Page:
A driving principle, Fleming said, is “letting the marketplace work its magic.”
“You make sure to drive the cost down through competition, and you enhance the quality through competition,” he said. “And then government, using our safety-net system, helps pay the cost, but only after the prices have been properly adjusted through the marketplace.”
Gov. Bobby Jindal parts company in several ways with the Republicans in Congress, whom he accuses of preparing to “wave the white flag of surrender on repealing Obamacare” with “Democratic-lite” proposals for “Obamacare-lite.”
He wants nothing to do with preserving the health care law’s revenue streams — projected to total $1 trillion through 2022 — nor with any other parts of the law.
“We must replace every single word of Obamacare,” he said in a February speech.
Jindal cut his teeth on health policy: In 1996, at age 24, he was named head of the Louisiana Department of Health and Hospitals, and in 1998, he was appointed executive director of a federal commission studying the future of Medicare. In 2014, Jindal published his proposal for replacing Obamacare on the website of America Next, a nonprofit organization that serves as the vehicle for his policy ideas.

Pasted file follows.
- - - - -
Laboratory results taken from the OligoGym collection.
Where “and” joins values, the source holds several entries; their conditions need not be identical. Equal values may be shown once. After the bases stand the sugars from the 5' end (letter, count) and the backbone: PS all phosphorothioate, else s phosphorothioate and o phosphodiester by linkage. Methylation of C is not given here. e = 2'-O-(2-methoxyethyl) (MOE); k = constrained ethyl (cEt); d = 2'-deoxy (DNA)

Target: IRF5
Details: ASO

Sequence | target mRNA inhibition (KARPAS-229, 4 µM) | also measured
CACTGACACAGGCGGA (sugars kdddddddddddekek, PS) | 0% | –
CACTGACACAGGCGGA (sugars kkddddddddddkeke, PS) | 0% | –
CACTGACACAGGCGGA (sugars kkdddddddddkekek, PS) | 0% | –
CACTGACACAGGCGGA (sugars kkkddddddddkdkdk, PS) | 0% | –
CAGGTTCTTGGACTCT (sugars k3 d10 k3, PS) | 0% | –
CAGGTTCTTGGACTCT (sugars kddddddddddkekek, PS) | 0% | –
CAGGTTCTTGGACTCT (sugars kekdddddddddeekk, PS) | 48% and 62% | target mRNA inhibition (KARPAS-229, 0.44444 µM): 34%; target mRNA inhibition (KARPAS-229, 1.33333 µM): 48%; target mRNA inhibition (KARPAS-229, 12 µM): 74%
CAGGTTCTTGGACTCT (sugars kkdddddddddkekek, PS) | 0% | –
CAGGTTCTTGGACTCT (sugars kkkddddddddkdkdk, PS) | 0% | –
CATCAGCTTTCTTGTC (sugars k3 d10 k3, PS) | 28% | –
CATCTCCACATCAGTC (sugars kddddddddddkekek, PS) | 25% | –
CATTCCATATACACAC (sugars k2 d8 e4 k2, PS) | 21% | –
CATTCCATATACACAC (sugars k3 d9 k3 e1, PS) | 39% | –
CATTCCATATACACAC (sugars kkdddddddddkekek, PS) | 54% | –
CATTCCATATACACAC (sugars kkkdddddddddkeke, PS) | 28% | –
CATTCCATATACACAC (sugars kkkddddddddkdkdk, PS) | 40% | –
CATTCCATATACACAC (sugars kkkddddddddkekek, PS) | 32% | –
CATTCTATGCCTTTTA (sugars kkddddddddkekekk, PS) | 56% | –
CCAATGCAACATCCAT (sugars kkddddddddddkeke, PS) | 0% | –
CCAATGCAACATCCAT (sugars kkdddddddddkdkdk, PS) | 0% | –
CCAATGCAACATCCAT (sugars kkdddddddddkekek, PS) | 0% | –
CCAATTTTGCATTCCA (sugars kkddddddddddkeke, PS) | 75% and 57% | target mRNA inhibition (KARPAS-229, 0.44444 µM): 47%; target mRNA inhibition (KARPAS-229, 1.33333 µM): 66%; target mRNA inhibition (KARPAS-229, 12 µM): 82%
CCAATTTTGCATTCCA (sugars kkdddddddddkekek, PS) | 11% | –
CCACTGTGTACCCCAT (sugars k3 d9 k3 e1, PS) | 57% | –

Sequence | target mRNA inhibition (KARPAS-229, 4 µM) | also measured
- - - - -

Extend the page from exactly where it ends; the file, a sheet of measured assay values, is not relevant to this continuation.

An all-but-announced candidate for president in 2016 — he has delayed an official declaration until after the current session of the state Legislature — Jindal says his “Prescription for Consumer-focused Health Reform” is the only complete Obamacare alternative put forth by a potential Republican contender for the White House.
The Jindal plan shares some common elements with the proposals floated by congressional Republicans: insurance sales across state lines, beefed-up health savings accounts, purchasing pools for small business and private associations, portability of coverage for people changing jobs, devolution of policy from the federal government to the states.
Instead of a tax credit, his plan would offer everyone a standard tax deduction for the purchase of health insurance.
Jindal proposes the creation of a 10-year, $100 billion federal fund that would be distributed to the states, provided they reduce premiums to make coverage more affordable and guarantee access to insurance for individuals with pre-existing conditions, through a high-risk pool or other mechanism. The states also could use the money to subsidize coverage for low-income earners who would not get much of a benefit from a tax deduction.
The $100 billion would come from reform of Medicaid and changes to medical lawsuit rules.
Jindal rejects what his plan calls “the liberal shibboleth” of universal coverage. That drew criticism from Ramesh Ponnuru, a conservative columnist and senior editor at the National Review, who wrote, “The great flaw in Jindal’s plan is that it would cause millions of people to lose their coverage.”
But to support his idea, Jindal quotes Obama himself, who in 2008 said, “The problem is not that folks are trying to avoid getting health care. The problem is they can’t afford it.”
Jindal says his plan “is designed to protect freedom and lower costs.”